Fatherhood Adventures

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The Run or Dye event in Salisbury was a fun experience last weekend.

Rather than it actually being a 5K, it was more like a 1K for Beckett and I, while Pam and her crew left us in the dust and actually ran the distance. Carson had to sit this one out because he was sick. That was probably a good thing. If the boys held the man-up advantage over me, it would have probably turned into a quarter of a K.

I never had any prior aspirations that Beckett would be able to complete the 3.1 miles, running or walking. There is no question he has the stamina to walk/run three miles. It was the boredom factor that would get the best of him I knew, even with the dye stations along the way.

After he learned there were no more dye stations beyond a certain point, about a half mile into the course, he lost interest and started to complain about being tired. In other words, he was getting bored and restless.

Fittingly enough, he spotted a nice playground by a church just off the course, and I was fine with a little break from the constant whining because it was meant to be fun. It was anything but that amid calls to be picked up and questions about why anyone would want to run or walk this far for fun. At one point, he muttered, “this is certainly not fun with a capital ‘F’.”

So there we were covered in pink and blue dye swinging on a playground watching the runners and walkers make their way through the course. After about 15 minutes, aided by the sight of his mom and her crew running by, I was able to convince him it was time to get back on the course and finish the thing.

We did so, but I had to be creative to keep him moving at a good clip. That’s when we started kicking multiple water bottles, discarded by runners, along the route back.

The highlight of the entire adventure for him was without question getting covered with the dye and particularly throwing the dye on the runners and walkers as they went by.

A highlight for me was putting him on my shoulders after the race and making our way to the front of the stage area, where men were using leaf blowers to cover the crowd in dye and throwing out free stuff.

A friend snapped a photo of Beckett on my shoulders embracing the cloud of dye coming his way. It was like a scene from a rock concert. That’s a good keepsake.

 

“Never.”

That was the answer I received from a friend with grown kids to this question: When do you stop worrying constantly about your kids?

His kids are 28 and 24 years old and have moved away from the area. They both graduated locally and went to college and never returned after getting full-time jobs. One has a family of his own, making my friend a grandparent, and each have successful livelihoods.

Despite their well beings appearing secure, he said the feeling of concern for your kids persists no matter their age. He admitted that the worrying takes various different forms over the years as your kids grow up. Instead of freaking out over whether your 4-year-old will ever master potty training and why your 6-year-old insists on calling everyone “dude,” new stages in life bring new concerns.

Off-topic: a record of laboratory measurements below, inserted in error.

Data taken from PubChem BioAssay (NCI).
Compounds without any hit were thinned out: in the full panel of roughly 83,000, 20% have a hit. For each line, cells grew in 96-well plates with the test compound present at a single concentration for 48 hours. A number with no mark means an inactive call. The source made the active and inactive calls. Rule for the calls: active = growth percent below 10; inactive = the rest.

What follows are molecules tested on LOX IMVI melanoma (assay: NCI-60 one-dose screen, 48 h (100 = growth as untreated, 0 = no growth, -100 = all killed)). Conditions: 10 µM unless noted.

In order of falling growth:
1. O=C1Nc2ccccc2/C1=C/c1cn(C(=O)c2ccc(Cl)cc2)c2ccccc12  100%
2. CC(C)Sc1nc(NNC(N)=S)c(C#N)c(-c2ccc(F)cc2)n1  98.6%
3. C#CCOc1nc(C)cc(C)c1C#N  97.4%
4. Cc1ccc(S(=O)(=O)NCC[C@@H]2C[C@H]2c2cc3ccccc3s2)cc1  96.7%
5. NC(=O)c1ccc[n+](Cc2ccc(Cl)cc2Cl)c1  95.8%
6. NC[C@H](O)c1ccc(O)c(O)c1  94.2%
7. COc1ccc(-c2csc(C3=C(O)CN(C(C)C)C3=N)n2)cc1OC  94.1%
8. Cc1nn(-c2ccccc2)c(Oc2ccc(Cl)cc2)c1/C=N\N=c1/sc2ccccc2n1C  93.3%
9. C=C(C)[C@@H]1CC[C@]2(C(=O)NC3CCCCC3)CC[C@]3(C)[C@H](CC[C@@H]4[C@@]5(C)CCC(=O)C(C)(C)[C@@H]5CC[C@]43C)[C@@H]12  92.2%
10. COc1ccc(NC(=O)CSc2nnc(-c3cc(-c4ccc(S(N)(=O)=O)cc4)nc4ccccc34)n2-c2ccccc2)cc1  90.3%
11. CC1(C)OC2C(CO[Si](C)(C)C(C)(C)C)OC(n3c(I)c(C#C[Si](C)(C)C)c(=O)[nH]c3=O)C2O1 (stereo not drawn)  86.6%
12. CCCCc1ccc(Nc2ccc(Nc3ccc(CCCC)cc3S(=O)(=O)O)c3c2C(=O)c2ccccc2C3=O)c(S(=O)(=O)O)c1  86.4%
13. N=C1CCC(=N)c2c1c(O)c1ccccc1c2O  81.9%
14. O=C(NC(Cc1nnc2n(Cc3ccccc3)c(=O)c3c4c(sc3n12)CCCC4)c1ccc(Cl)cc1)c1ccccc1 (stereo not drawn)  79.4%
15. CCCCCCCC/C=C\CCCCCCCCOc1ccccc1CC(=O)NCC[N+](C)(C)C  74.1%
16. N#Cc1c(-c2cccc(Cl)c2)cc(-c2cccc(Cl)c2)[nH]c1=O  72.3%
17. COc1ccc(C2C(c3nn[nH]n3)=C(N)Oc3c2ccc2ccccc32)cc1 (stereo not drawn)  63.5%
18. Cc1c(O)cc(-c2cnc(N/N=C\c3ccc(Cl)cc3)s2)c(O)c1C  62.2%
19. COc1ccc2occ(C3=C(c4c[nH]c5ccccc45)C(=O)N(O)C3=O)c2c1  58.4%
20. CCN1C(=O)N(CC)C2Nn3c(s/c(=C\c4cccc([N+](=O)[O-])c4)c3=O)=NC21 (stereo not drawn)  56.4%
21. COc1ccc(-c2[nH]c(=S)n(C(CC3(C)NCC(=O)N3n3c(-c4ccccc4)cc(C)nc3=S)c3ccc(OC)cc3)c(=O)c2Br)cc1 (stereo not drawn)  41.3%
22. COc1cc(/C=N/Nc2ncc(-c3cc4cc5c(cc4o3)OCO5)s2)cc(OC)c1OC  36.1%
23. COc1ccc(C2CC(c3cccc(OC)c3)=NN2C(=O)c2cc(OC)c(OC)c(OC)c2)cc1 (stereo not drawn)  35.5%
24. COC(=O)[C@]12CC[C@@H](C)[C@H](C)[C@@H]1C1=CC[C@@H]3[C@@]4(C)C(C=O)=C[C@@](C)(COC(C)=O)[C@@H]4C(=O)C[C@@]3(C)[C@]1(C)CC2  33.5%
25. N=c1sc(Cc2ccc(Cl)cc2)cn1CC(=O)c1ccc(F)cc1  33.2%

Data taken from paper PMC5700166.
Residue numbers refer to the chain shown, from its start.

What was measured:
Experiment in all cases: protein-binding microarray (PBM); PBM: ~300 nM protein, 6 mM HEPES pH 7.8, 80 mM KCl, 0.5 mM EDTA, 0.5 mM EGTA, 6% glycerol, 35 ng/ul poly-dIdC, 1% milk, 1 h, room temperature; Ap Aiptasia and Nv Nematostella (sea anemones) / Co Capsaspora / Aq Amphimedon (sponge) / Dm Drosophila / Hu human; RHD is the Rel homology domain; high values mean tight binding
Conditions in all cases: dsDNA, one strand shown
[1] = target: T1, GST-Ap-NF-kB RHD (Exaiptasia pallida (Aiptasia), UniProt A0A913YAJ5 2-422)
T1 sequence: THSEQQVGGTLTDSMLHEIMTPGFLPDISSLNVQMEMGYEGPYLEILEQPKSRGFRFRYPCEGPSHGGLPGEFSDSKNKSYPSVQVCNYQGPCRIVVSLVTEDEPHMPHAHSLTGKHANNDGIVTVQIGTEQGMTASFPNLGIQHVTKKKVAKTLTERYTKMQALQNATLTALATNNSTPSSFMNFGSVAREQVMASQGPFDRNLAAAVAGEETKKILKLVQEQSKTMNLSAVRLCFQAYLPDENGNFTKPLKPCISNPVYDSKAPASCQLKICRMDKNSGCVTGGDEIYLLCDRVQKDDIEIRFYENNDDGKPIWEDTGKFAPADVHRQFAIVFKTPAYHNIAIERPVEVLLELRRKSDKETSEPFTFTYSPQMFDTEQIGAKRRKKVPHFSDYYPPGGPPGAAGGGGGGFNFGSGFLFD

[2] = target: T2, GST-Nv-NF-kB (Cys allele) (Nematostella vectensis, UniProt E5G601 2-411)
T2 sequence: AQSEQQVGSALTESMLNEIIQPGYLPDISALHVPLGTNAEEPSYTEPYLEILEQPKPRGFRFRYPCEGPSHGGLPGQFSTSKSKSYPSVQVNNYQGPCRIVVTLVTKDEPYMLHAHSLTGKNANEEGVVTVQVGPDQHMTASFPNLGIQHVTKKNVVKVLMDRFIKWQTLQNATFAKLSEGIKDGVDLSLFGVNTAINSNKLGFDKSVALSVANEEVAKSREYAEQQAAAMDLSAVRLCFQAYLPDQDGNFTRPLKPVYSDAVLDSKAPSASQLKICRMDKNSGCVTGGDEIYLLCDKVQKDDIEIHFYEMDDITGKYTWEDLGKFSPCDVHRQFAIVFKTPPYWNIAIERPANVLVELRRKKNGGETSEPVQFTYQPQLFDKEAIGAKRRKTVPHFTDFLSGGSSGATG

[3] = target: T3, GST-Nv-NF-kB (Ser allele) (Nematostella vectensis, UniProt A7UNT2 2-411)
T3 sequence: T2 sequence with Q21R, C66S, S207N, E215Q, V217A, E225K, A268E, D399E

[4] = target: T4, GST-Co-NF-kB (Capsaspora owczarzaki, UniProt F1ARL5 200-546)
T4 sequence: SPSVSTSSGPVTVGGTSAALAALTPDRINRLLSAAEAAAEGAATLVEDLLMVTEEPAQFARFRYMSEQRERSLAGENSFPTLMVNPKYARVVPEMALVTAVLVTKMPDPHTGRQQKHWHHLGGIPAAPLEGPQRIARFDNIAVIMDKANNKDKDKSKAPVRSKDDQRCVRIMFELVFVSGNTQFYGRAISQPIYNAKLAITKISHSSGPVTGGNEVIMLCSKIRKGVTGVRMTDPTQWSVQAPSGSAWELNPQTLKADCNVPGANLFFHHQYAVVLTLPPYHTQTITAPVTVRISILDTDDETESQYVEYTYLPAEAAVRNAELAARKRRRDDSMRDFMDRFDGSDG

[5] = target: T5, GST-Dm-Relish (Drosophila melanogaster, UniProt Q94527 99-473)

The frets evolve for the parents as the kids grow into teen-agers, college-aged kids and adults. The common denominator he advised was you never stop worrying. As the kids get older, he said you lose a certain sense of control over your kids, and you just have to trust they will use good judgment. He said that comes with great apprehension. I get that entirely.

While both my boys have periods when my wife and I think they are hard of hearing, due to the non-listening, we are typically able to exert our will over them and make them do what we want. That changes over time drastically and I’m not excited to deal with that anxiety.

After this conversation, I’m debating whether I should go ahead and cut all my hair off. I figured it deserves consideration because it’s already rapidly changing colors and over the last year or so I have been astounded as to what is happening to my hairline.

It’s racing away from my forehead with reckless abandon. It seems to fueled by anxiety. Now whenever I run my hands through my hair in a fit of aggravation over Carson throwing a block straight at the television or Beckett screaming due to a lack of patience over a Lego set, I’m sure to do it in a much more gentle fashion so as not to speed the process along any faster than these two boys are already doing on their own.

 

Beckett turned 6 years old on Monday.

A birthday at this age is a big deal, and I personally like that there is a lot of fuss made about it. As a matter of fact, by the time the actual birthday rolled around on Monday, it was actually anti-climactic. There had already been so many events to mark the occasion.

Beckett spent Sunday doing what he loves to do — running around. He performed about 100 cannonballs in our pool, jumped hundreds of times on his new in-ground trampoline and played with his other favorite gifts.

It was a fun day for him and fortunately there were no trips to the ER, like there was the day he turned 3 years old.

 

 

Adventures Of Fatherhood

Tuesdays always start on a bright note. This is the day I take Carson, 4, to Easter Seals. Carson is developmentally delayed and does not speak and receives weekly services there. Although he is non-verbal, it’s easy to have a conversation with Carson. He understands everything and is effective at expressing himself through other non-verbal means and limited sounds. His … Continue reading